And whilst we're at it, we could question the educational establishments we work for. Just don't do it too closely or again, we might hex things. Yes, let's move on from that. It's too close for comfort. Missile anyone? And don't even mention the f- word.

None of this complaining makes any differenc. It's self-contained in an insulated little critical space. Apart from the pure trading nature of social photography, pretty much all photography is compromised by its galleries, its publications, its institutions, and its lickspittling to the wealthy and the powerful, or simply serving the market by being part of the market. Most photographers are so poor that one sniff of cash and they will twist their principles up into a little knot that they can stick up their backside and sit on until such time as it is safe for it to come out.

Complaining about matters, or pointing the finger when that complaining or that pointing comes at no cost to you, is very easy. It's a kind of photographic institution. We all love doing it. It's a bad habit, like picking your nose or scratching your arse. But it doesn't really do anything except make you wan to scratch some more.

So rather than complain about things beyond our control, why not do something useful or productive or create something different that lies outside those institutions we all like to complain about. Which makes those institutions rather irrelevant.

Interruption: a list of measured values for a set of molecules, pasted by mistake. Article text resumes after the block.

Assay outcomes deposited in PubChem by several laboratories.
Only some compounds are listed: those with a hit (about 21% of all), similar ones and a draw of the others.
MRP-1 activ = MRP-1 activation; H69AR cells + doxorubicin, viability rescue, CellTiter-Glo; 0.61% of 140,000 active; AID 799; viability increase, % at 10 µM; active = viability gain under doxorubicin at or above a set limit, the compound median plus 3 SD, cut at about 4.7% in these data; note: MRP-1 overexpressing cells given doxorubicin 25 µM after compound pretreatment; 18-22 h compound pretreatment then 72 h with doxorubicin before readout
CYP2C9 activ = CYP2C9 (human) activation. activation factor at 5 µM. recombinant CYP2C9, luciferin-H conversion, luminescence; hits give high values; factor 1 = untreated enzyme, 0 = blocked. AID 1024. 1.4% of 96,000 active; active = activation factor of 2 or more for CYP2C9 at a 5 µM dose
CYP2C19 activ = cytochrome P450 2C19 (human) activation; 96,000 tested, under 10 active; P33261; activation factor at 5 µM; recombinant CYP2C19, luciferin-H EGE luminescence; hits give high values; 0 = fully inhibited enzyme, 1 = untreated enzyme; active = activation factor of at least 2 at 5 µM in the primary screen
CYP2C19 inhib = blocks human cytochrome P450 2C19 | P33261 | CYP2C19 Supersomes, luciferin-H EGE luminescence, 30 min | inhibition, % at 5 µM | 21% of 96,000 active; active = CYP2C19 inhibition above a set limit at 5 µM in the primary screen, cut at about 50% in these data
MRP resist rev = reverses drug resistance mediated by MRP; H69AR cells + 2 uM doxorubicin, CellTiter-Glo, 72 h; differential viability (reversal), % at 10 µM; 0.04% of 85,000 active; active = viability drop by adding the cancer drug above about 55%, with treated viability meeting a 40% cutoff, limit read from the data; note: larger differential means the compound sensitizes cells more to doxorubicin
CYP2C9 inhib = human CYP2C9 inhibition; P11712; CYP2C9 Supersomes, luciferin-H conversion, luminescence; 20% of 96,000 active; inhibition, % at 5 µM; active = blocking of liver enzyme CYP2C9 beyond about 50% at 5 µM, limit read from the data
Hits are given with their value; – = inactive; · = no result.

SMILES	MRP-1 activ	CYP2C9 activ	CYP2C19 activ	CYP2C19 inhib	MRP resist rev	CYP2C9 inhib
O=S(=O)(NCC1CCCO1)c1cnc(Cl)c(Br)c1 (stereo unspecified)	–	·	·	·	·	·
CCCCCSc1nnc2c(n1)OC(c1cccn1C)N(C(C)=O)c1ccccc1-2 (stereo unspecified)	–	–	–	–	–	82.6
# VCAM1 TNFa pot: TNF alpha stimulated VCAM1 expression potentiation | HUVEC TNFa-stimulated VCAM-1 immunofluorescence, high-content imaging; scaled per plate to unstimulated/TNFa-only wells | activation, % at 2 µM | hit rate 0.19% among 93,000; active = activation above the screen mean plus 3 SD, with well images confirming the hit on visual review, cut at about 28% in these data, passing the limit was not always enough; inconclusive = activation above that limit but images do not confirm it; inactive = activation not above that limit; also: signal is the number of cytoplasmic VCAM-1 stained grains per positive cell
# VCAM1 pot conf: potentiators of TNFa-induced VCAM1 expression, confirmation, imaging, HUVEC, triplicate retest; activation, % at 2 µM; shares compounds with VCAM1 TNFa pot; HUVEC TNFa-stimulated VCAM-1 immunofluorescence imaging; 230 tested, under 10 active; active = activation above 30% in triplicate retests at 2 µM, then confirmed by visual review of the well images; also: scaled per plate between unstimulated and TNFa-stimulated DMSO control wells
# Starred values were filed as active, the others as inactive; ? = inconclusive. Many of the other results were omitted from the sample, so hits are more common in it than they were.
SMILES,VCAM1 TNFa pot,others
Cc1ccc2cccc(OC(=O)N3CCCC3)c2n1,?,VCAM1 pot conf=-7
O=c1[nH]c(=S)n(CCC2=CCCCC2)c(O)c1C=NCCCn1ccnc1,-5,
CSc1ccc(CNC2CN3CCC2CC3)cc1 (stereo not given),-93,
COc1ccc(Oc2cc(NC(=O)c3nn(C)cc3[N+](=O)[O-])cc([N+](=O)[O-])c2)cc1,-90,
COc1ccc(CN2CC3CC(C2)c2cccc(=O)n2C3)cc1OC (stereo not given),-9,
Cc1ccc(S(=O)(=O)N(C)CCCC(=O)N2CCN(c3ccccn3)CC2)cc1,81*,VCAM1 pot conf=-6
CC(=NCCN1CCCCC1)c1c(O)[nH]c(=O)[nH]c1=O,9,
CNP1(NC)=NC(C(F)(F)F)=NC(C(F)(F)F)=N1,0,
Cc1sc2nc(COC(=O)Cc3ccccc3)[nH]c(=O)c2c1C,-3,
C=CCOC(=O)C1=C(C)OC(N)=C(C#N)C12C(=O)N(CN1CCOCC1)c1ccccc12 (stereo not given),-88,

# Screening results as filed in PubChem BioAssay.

I wonder if that isn't happening already. I've been interviewing people for a feature on workshops and education and you can feel people committed to creating something out of nothing, filling places where once there was nothing with communities of photographers, designers, artists. And these people are linking up and supporting each other and creating new outlets for ideas and work, and new networks of support. These communities (schools, galleries, publishers, workshops, networks) aren't really financially viable, and the directions they are going in are uncertain, but you can feel the energy and you can see the results. .

So there's something that's more constructive than moaning. But if you do moan, at least do it with a little bit of spark. Like Philip Lorca di-Corcia. Two thumbs up!